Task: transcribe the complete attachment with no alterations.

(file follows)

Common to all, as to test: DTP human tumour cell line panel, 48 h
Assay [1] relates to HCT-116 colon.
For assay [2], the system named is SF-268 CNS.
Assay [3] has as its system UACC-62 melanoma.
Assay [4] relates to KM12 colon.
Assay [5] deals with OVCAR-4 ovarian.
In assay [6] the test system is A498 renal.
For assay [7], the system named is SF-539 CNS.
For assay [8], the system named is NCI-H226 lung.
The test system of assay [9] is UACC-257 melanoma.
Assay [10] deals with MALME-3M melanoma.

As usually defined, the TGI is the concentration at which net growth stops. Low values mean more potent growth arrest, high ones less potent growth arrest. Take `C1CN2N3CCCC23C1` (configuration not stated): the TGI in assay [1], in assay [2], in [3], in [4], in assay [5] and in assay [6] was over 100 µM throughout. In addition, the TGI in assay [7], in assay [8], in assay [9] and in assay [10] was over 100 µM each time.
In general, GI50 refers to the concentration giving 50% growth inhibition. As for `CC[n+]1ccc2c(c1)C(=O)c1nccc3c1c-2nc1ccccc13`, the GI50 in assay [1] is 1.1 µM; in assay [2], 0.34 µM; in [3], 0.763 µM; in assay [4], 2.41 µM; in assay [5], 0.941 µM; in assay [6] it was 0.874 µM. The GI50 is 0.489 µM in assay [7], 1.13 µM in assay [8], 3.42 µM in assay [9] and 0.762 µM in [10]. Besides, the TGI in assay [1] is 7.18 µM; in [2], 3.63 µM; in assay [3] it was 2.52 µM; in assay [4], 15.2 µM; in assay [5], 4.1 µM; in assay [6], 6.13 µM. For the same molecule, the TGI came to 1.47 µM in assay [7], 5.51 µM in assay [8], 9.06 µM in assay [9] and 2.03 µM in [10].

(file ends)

Common to all, as to test: DTP human tumour cell line panel, 48 h
Assay [1] relates to HCT-116 colon.
For assay [2], the system named is SF-268 CNS.
Assay [3] has as its system UACC-62 melanoma.
Assay [4] relates to KM12 colon.
Assay [5] deals with OVCAR-4 ovarian.
In assay [6] the test system is A498 renal.
For assay [7], the system named is SF-539 CNS.
For assay [8], the system named is NCI-H226 lung.
The test system of assay [9] is UACC-257 melanoma.
Assay [10] deals with MALME-3M melanoma.

As usually defined, the TGI is the concentration at which net growth stops. Low values mean more potent growth arrest, high ones less potent growth arrest. Take `C1CN2N3CCCC23C1` (configuration not stated): the TGI in assay [1], in assay [2], in [3], in [4], in assay [5] and in assay [6] was over 100 µM throughout. In addition, the TGI in assay [7], in assay [8], in assay [9] and in assay [10] was over 100 µM each time.
In general, GI50 refers to the concentration giving 50% growth inhibition. As for `CC[n+]1ccc2c(c1)C(=O)c1nccc3c1c-2nc1ccccc13`, the GI50 in assay [1] is 1.1 µM; in assay [2], 0.34 µM; in [3], 0.763 µM; in assay [4], 2.41 µM; in assay [5], 0.941 µM; in assay [6] it was 0.874 µM. The GI50 is 0.489 µM in assay [7], 1.13 µM in assay [8], 3.42 µM in assay [9] and 0.762 µM in [10]. Besides, the TGI in assay [1] is 7.18 µM; in [2], 3.63 µM; in assay [3] it was 2.52 µM; in assay [4], 15.2 µM; in assay [5], 4.1 µM; in assay [6], 6.13 µM. For the same molecule, the TGI came to 1.47 µM in assay [7], 5.51 µM in assay [8], 9.06 µM in assay [9] and 2.03 µM in [10].